CHAPTER 40: "Farewell to the Plateau
For many hours John Carter and Dejah Thoris remained with
Oman's mechanical men, resting and preparing to continue their journey.
The Odwar's robot workers supplied food for the girl and the great calot,
and they fashioned for her a new body harness and accouterments befitting
a princess her rank. Also they cleaned her huge cloak and fitted it with
pockets and a hood, all of which would prove useful in her coming travels.
The Odwar of Eo tried once again to convince the couple
that it would be best if they remain under his close protection and care
for a while longer, but he had no power over them, other than persuasion.
When that persuasion failed, the mechano-man acceded their wishes and ordered
his men to strap the provisions they had assembled to Woola's broad back.
A few hours after the dawn of the following day the two started on their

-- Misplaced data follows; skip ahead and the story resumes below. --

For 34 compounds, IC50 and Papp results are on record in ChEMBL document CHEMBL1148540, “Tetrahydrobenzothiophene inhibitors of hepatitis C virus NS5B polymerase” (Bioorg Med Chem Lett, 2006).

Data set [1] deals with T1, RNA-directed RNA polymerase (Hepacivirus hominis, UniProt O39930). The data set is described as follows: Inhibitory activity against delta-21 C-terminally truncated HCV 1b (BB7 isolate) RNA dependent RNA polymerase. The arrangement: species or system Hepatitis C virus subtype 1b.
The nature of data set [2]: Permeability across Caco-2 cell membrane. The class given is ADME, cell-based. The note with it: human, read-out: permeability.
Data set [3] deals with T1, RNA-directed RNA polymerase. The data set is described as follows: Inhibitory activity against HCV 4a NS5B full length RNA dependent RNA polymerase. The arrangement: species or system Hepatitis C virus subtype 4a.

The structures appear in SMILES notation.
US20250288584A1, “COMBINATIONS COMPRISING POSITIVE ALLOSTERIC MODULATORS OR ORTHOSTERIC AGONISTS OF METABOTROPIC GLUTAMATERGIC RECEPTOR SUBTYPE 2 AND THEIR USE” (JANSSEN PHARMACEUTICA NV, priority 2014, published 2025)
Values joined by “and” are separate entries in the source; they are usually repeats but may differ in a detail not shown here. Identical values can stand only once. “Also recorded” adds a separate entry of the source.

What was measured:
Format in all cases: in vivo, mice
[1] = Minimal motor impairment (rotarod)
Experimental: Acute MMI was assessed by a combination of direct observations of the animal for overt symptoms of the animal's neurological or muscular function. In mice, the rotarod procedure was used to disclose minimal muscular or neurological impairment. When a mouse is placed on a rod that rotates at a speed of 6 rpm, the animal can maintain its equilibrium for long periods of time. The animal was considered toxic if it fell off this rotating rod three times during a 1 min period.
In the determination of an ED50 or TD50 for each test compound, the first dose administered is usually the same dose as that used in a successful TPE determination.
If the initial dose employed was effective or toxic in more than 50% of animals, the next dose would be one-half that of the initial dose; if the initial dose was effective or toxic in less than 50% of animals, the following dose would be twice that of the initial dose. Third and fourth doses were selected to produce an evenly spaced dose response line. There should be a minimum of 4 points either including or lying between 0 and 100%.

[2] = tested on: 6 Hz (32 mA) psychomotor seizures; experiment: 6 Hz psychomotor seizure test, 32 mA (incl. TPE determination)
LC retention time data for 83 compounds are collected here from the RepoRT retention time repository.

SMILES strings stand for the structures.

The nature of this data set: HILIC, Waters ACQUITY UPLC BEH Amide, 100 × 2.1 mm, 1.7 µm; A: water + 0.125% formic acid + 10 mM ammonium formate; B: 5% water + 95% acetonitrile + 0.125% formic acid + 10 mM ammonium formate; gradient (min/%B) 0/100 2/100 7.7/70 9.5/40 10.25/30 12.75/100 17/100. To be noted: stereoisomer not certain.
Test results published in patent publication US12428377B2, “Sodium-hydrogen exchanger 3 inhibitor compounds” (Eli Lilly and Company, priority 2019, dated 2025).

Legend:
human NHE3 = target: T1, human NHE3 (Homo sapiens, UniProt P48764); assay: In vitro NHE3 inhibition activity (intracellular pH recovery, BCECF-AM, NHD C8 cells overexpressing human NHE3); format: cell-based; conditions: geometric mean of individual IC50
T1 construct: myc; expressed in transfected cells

Dejah Thoris had not believed that Sola had left them,
but when Oman showed them moving pictures from the vacant trail-end at
the base of the mesa, she accepted the bitter news.
"Woola and I shall circle the plateau once we have reached
the sea bottom." She had told Oman. "If the green girl and her thoat can
be found we will take them with us."
In private, she said to John Carter, "Sola would never
leave us unless she were in grave danger -- or greatly deceived. We must
find out what has happened to her, if at all possible."
John Carter agreed. Although the mechano-men had demonstrated
good will and much needed assistance following the death of Vovo, he still
did not fully trust the strange beings. Perhaps they had convinced Sola
to leave or prehaps they had some knowledge of her whereabouts that they
were not sharing. But, despite all else, his purpose had always been to
help the princess reach Helium and it was to that promise that he now gave
They waved farewell to Oman and then started on their
way down from the mountain.
On three sides the plateau of Eo is circled by sheer cliffs,
broken only by the single steep path on the south, which was far too narrow
for the giantess to negotiate. But on the northwest the great mountain
long ago had eroded into a series of hills and canyons that stretched far